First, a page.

Resistance of Eisenia fetida (Oligochaeta) to cadmium after long-term exposure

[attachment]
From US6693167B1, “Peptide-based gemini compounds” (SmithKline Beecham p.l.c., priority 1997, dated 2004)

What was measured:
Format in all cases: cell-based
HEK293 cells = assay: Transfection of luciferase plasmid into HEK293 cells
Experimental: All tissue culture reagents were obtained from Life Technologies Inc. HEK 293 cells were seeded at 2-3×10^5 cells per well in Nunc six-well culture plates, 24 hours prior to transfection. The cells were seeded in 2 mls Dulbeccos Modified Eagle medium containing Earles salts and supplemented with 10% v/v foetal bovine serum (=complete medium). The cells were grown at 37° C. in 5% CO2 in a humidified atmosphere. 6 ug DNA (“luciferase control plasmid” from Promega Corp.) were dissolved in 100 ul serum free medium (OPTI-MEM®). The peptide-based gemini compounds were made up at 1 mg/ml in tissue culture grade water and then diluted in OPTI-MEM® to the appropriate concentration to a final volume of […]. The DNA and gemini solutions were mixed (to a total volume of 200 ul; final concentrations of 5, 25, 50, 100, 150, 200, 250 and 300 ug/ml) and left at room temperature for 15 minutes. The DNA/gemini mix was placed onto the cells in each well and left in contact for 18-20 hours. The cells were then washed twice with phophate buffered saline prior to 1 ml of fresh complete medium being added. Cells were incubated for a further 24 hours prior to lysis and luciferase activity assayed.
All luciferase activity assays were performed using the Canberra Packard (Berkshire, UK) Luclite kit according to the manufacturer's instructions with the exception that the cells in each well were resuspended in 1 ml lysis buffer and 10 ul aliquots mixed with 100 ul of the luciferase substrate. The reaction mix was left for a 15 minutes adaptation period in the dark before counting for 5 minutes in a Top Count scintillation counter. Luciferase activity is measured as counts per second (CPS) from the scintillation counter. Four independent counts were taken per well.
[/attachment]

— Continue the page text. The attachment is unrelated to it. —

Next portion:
The reliance on earthworms as test organisms in risk assessment studies of polluted environments raises the question whether they can evolve resistance, e.g., by adaptation to specific toxicants. Protection criteria may be biased if sensitivity data from adapted populations are used. Increased resistance to the heavy metal cadmium has not yet been determined for terrestrial Oligochaeta. Eisenia fetida was exposed to a sublethal concentration of cadmium sulfate for more than 10 generations. Clitellate worms from this culture were used in experiments to determine the extent of possible tolerance for the heavy metal. Preexposed animals as well as worms with no previous history of exposure to cadmium were exposed to a control substrate without cadmium and also to two substrates with 600 and 1200 μg g-1 cadmium. Changes in biomass, cocoon production, and hatching success were monitored. The results obtained indicated that in both substrates in which cadmium was present the preexposed worms performed better than the unexposed worms with respect to growth rate but not reproductively. In the substrate without cadmium the preexposed worms exhibited signs of poisoning after a few weeks. Preexposed and unexposed worms were also exposed to concentrations of 1500 to 4000 μg g-1 cadmium sulfate in an artisol medium for a period of 2 weeks. The preexposed worms survived higher concentrations of cadmium than the unexposed group and some specimens from the unexposed group had a gross increase in body fluids. It is concluded that worms with a long-term history of exposure to the metal developed resistance to cadmium.